St. Jude not a lost cause, but still needs some miracles
There is no doubt that St. Jude Medical had a tough 2015. A lack of key products has made it hard to compete with its cardiac rhythm management rivals and sales have suffered accordingly. This has in turn affected its share price putting the company, whose namesake is the patron saint of lost causes, among the top big-cap medtech fallers last year.
And even one of its supposed saviours, the CardioMEMS heart failure monitor, has fallen flat with Q4 sales declining and a second rejection from a regional US payer in February. CardioMEMS is now in limbo while St. Jude awaits a national US reimbursement decision, expected by the end of the year. This and other 2016 developments are crucial for the company – but don’t call its current predicament a crisis, BMO Capital Markets analyst Joanne Wuensch told EP Vantage.
“A crisis would indicate to me that there is a problem with its business that cannot be fixed – for example accounting fraud or the risk of bankruptcy,” Ms Wuensch said, adding that St. Jude is merely “stuck, or transitioning”.
Even so, it might take a while to dig itself out of the hole it is in. St. Jude’s cardiac rhythm management (CRM) division “probably won’t get back to market growth rates until sometime in 2017”, Jefferies analyst Raj Denhoy told EP Vantage.
And even that will not be much to write home about. “The CRM market isn’t growing that much right now,” he added. “We do see some unit growth but pricing has been under quite a bit of pressure.”
Both analysts pinpointed several upcoming catalysts that could help propel St. Jude to better times. Firstly, there is the aforementioned US National Coverage Decision on CardioMEMS – but even if this is positive, “I don’t think it will turn on a spigot and everything starts going fine from there on out”, Ms Wuensch said.
Part of the problem, she believes, is “how do you change practice? How do you change from how you’re currently monitoring these patients to a different methodology, even if it’s a better methodology?”
And a positive reimbursement decision is not a given, said Mr Denhoy, who highlighted questions over the CardioMEMS pivotal data, which led to a split advisory panel vote on efficacy. “The FDA ultimately approved it, but I think a lot of these payers are saying: we still want to see more evidence that this is cost effective and clinically efficacious for our covered lives.”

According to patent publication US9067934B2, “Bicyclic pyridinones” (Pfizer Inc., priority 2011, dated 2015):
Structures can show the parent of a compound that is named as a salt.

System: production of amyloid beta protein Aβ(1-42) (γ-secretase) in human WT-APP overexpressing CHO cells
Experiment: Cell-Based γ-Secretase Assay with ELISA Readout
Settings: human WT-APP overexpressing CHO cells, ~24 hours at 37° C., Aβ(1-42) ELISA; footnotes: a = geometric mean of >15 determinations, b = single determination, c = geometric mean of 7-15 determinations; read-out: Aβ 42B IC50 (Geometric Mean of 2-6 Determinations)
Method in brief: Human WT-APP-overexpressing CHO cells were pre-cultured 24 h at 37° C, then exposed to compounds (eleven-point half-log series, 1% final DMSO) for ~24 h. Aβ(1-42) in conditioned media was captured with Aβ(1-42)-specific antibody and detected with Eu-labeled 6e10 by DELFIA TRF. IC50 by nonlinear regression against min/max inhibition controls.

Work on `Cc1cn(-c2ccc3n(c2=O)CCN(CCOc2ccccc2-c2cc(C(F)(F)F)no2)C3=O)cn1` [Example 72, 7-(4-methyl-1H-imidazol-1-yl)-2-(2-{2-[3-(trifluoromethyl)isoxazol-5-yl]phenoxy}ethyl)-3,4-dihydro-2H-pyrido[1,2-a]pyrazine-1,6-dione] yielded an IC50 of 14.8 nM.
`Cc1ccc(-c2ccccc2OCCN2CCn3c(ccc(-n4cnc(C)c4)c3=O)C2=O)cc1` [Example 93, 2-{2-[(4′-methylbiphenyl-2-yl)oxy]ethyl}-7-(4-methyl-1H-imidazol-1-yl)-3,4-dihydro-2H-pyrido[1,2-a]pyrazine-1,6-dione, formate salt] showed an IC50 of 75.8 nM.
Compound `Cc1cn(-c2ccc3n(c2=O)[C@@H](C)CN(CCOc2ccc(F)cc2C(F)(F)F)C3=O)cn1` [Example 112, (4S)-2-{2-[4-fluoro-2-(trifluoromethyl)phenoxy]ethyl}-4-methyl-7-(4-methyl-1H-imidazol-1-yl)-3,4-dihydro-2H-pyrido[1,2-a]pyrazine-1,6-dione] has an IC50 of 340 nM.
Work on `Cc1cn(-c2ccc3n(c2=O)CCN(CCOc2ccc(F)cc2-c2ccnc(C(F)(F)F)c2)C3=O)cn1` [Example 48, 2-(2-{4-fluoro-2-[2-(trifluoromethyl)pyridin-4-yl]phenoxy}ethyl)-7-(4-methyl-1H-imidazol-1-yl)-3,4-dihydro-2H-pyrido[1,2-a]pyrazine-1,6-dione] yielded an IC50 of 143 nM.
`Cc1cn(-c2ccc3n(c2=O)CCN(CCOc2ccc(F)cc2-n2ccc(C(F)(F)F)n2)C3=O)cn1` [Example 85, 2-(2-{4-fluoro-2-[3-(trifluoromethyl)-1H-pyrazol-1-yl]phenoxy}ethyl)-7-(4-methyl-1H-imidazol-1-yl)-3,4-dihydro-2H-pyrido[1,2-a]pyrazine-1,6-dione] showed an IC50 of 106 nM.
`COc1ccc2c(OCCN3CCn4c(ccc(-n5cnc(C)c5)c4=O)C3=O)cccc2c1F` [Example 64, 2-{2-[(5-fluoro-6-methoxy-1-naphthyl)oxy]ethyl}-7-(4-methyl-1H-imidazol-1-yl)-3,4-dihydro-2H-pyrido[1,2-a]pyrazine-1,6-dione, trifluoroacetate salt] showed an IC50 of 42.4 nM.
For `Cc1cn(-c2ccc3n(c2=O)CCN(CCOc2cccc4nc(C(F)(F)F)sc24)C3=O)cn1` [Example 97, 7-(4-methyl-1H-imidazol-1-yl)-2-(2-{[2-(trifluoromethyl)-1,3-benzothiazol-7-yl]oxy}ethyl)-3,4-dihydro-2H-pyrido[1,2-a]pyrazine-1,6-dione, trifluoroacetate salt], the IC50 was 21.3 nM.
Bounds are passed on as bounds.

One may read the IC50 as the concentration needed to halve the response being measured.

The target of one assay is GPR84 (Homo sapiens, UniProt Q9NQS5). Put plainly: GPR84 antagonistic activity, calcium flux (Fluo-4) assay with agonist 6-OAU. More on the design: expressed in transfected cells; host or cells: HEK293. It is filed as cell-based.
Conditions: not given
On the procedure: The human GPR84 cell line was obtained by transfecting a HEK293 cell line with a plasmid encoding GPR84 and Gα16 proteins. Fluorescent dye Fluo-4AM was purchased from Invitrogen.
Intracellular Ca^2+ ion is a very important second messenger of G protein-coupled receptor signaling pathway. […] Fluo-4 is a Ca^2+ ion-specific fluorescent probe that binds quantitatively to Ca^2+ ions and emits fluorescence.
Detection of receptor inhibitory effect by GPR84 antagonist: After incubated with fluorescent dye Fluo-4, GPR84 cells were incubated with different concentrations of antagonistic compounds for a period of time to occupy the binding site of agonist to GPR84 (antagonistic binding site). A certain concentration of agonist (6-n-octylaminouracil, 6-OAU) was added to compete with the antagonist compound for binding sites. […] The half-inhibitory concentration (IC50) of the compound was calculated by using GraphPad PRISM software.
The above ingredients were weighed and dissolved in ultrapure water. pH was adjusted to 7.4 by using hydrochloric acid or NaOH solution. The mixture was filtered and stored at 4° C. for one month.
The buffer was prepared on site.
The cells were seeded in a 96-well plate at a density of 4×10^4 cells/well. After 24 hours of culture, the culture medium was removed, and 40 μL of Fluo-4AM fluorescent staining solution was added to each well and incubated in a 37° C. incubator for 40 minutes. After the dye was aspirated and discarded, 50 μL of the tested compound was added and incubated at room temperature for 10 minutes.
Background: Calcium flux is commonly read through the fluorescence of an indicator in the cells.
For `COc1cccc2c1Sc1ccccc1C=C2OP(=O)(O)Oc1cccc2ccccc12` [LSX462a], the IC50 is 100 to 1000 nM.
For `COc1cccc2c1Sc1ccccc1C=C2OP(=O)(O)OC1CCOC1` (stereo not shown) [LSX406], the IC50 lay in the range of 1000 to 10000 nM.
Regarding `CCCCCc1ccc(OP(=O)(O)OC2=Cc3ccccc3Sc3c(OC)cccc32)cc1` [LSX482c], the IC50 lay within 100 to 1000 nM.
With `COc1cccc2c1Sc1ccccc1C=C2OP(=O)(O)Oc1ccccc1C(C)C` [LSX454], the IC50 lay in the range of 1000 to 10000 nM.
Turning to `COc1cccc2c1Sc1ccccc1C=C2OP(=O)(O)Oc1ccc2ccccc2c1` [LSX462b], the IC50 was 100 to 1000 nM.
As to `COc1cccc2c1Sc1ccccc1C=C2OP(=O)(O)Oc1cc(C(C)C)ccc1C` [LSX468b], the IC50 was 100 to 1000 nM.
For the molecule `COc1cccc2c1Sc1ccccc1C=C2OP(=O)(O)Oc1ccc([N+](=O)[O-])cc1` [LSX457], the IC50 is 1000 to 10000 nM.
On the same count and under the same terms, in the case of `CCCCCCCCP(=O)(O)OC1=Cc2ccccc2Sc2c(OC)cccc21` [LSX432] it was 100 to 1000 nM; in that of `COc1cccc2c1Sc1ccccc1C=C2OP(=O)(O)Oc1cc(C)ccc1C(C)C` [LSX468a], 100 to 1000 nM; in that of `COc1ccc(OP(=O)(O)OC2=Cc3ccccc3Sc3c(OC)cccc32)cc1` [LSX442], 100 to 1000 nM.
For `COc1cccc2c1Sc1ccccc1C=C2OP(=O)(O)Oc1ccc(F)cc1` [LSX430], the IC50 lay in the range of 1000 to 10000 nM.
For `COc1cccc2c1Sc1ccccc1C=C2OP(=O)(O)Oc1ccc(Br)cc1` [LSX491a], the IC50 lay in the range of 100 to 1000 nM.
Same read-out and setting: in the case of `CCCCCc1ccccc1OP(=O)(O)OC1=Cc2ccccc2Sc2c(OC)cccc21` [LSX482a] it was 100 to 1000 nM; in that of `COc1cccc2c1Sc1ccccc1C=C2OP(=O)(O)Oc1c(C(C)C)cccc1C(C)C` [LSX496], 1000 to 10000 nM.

In spite of this, he does not believe that St. Jude will need to carry out another large study in order to get reimbursement.
But before the CardioMEMS decision, a couple of important products are expected to get FDA approval, among them an MRI-compatible pacemaker. One reason why St. Jude has fallen behind in CRM is a lack of MRI-safe devices, the analysts explained.
“The market has shifted, probably to a bigger degree than anyone expected, to these MRI-compatible devices,” Mr Denhoy said. “And St. Jude has probably lost some hospital contracts because of its inability to sell these devices.” He estimated that the company is a year to a year and a half behind its competitors, which include Medtronic and the German group Biotronik.
Approval of St. Jude’s pacemaker is expected to be followed by the go-ahead for an MRI-compatible implantable cardioverter defibrillator (ICD) in the first half of 2017. These should at least put the company on a par with its rivals – but do not mean St. Jude will regain market share straight away.
“The CRM business is fairly sticky, so it is usually difficult for a manufacturer to lose a fair amount of share unless there is a product recall, but it’s also often difficult for a manufacturer to regain a lot of share,” said Ms Wuensch.
Quad or multi?
Competition is also increasing in quadripolar leads, used in cardiac resynchronisation therapy for heart failure. St. Jude was once the leader of the field with the only approved device, but Medtronic had a quadripolar product approved in 2014 and Boston Scientific is expected to bring one out this year.
While conventional leads use two electrodes to stimulate the heart, quadripolar devices use four. This allows therapy to be personalised to each patient, making it more effective.
“Everybody’s kind of in an equal position now, which isn’t great for St. Jude, because that’s been the source of a lot of growth for them,” said Mr Denhoy.
However, St. Jude does have a trump card in the form of its multipoint technology, which the FDA approved in February. Multipoint technology goes a step further than quadripolar, allowing stimulation with multiple electrodes at any given time, making it even more flexible.
Whether that will give St. Jude the edge or whether quadripolar technology will be enough for physicians is currently unclear, Mr Denhoy said.
|St. Jude Medical’s key recent & upcoming catalysts|
|FDA approval of multipoint pacing technology||Approved February 2016|
|FDA approval of MRI-safe pacemaker||Expected H1 2016|
|FDA approval of Nanostim leadless pacemaker||Expected H2 2016|
|US National Coverage Decision on CardioMEMs||Expected end 2016|
|FDA approval of MRI-safe ICD||Expected H1 2017|
It is clear that St. Jude has a lot on its plate – even without taking into account its Nanostim leadless pacemaker, also awaiting FDA approval, and the recent acquisition of left ventricular assist device developer Thoratec, which the analysts view as positives.
St. Jude has to take things step by step, Ms Wuensch believes. “Stocks change, companies change. It’s not like they’re in a hole that they can no longer be delivered from,” she concluded. The company will be hoping she is right.
This article has been corrected to reflect the fact that approval of an MRI-compatible ICD is expected in H1 2017.